The Lebanese Civil War began in 1975 when Najah was fifteen. Most children were stripped of education by then.
We woke up one morning and the Israeli army was everywhere. We watched helicopters drop off soldiers from the air. It was a secret plan they had. Everyone was shocked. They had a tank parked in our driveway. They were shooting people right from our driveway; but they didn’t hurt us. They protected the Druze, they shot at the Palestinians.
Her uncle trained her and all the older siblings on how to shoot a gun. They practiced firing with hand guns but they were also trained with machine guns. Najah never had to fire a gun at anyone, but a few years later, her brother almost did…almost.
The worst year of the war for Najah and her family was 1983-1984. Her newborn baby sister (the youngest of the ten) was crying one morning as she recalls:
The phones and electricity was cut off. We didn’t know there was anything going on. A Druze political leader came by our house and begged my father to leave Al Bennay immediately. We didn’t know how bad it was and that we were the only ones left in the village.
They only had one car that functioned and about 35- 40 family members in total.
“How did you all fit in the car?”
“We sat like pickles.”
The Buick made two trips down to the next village to relocate everyone to a basement. Scratches marked the street of the trail left by the car as it dragged down the road. Weight limits did not apply. Nothing normal applied anymore.
When they all arrived at the basement, other families were shocked they were alive. The road their car was dragging down was filled with explosives. To this day, it is still a mystery why those bombs never went off.
We were very scared, living from minute to minute. We had no idea if we were going to make it. My uncle came running in and told us we have to leave right now. The Christian militia was one town away stabbing men to death and raping the women before they killed them. We didn’t know if it was better to leave or stay hiding. I didn’t know this at the time but my father told my brother and his friend “if militia come through those doors, I want you to shoot all your siblings and then yourself.” He wasn’t going to let us get tortured.
Those doors never opened and they were able to leave safely. The youngest children and the elderly rode in the car. Najah and the rest of the older children walked through globs of thick mud on a rainy day in slippers to get to the next village.
You couldn’t see where the street began. There was dead people everywhere. In the car, you just had to drive around them.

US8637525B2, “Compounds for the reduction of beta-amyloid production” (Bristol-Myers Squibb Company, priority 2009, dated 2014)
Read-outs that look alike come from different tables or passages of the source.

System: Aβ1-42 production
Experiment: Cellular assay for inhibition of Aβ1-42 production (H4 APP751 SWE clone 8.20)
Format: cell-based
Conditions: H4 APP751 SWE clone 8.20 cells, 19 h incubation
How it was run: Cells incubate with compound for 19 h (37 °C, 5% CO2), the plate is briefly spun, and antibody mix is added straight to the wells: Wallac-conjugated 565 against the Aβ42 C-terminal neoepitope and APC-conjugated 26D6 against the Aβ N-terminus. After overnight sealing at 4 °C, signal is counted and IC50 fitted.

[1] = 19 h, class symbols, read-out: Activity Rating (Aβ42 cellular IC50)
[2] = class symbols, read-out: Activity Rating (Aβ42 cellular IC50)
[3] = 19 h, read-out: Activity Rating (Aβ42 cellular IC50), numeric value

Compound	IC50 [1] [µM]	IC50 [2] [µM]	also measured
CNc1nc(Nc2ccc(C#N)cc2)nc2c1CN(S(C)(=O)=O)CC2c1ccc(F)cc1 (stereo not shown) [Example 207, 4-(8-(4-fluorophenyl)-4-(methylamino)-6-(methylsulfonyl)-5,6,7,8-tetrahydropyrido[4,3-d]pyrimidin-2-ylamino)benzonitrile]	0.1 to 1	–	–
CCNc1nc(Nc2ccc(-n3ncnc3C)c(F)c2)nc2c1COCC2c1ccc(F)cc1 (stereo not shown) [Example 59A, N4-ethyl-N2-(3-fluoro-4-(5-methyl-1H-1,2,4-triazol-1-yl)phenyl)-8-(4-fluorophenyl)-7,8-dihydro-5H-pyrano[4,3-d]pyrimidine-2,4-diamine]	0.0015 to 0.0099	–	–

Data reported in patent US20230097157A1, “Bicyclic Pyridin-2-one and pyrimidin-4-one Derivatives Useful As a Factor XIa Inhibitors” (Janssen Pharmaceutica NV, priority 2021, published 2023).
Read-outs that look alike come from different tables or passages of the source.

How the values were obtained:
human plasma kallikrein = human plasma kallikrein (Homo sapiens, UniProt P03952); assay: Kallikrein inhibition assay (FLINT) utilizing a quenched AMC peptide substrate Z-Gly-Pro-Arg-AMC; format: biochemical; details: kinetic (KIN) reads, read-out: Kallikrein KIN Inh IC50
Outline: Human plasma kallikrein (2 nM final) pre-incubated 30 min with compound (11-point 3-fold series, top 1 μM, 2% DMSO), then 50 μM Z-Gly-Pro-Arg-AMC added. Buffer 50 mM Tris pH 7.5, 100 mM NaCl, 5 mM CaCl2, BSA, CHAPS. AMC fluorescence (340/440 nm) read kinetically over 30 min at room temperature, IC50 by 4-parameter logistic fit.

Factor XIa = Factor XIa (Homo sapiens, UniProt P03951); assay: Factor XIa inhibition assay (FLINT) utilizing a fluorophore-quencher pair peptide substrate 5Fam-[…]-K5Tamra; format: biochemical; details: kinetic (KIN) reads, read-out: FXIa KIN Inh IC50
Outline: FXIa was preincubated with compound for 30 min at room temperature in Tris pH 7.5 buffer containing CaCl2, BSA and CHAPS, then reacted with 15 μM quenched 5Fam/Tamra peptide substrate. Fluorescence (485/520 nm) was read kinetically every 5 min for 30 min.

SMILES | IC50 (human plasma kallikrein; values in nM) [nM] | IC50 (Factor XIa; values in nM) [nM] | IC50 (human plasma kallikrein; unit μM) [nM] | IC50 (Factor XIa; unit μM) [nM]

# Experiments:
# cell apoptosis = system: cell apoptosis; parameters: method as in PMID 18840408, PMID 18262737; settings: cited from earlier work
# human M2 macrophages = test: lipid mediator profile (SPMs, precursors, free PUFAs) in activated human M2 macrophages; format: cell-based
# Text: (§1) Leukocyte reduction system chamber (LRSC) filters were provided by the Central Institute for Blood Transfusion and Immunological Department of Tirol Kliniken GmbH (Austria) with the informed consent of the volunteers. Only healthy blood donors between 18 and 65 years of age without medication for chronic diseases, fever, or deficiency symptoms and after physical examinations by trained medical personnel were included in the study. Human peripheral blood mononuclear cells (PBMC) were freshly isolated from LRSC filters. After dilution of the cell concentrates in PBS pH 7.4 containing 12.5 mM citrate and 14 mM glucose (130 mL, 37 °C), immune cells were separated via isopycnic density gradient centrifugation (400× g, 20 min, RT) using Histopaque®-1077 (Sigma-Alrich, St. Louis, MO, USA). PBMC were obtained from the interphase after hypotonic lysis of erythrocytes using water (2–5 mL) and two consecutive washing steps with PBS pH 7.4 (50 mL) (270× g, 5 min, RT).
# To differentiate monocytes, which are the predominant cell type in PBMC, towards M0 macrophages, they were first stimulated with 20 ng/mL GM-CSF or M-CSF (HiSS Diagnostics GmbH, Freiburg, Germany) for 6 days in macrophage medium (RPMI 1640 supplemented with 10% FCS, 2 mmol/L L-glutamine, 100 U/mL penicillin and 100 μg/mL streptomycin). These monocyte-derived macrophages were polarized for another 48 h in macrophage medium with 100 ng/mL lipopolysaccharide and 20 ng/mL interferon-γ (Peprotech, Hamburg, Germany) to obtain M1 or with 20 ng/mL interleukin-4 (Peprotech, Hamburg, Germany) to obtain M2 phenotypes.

They spent months relocating to various homes. Some belonged to family members, some to complete strangers. As soon as they heard planes shooting, they knew they had about five minutes to leave if they wanted to survive.
No one could sleep. Maybe five minutes here and there. It sounded like the planes were going to come through the walls.
One day they got word of a village, Aghmeed, that had been virtually untouched by the war. They set out to relocate once again. When they arrived they found the rumors were true; it was a village miraculously left unscathed.
I remember I saw a woman walking down the street by herself with a purse on. I stared at her. I couldn’t believe I was still in Lebanon. I was shocked how life was so normal here. We didn’t know what was normal anymore.
The war ended two months later. Aghmeed was the village that led her to her husband; a Lebanese native that lived in America. They got married after a month of meeting. Their wedding was the first wedding in Lebanon after the war. She moved to California with her husband immediately following the wedding.
It was like a movie. You wake up and people are on the streets speaking english. I only knew Arabic. The food was different. I lost my appetite for two years. I lost a lot of weight but I didn’t think about myself. I couldn’t contact my family; they didn’t have phones back yet. I was so worried about them.
Najah had her first born daughter two years later. She is now a mother of three and a grandmother of one. For as long as I’ve known her, she has always been driven to learn. Reading books has helped remedy her lack of education but she still held a desire for more. She signed up for various courses to take at adult schools and local colleges but she was always limited to certain classes because she didn’t have a high school degree. She decided to go to school part-time to work towards one. In December of 2013, at 53 years old she received her GED certification that gave her the equivalent of a high school degree.
I would like to do what I want to do. I wanted to have a choice on what to do for work. Every time I filled out a job application, I hated that I couldn’t put anything in the education section. Now, I get to fill it out. It feels so good. I don’t know exactly what I want to do but at least if you START with something it leads you to something else.
Najah has by far been the most inspirational woman in my life. I have never met a more loving and selfless human being. Her life began with a huge disadvantage, but the chapters that she creates today have evolved greatly from the chapters from which she started. George Eliot wrote, “It is never to late to be what you might have been.” Najah is a living example of that. She lives nothing short of the meaning of her name. I have never called her Najah though. For me, she’s only gone by Mom.
Daou Family 1970
The exact date of this photo is uncertain but the estimates I received was somewhere between 1970-1975. My mom is the tallest girl with long hair. This photo is a true gem because it is one of very few that remain to give me a glimpse into my mother’s childhood.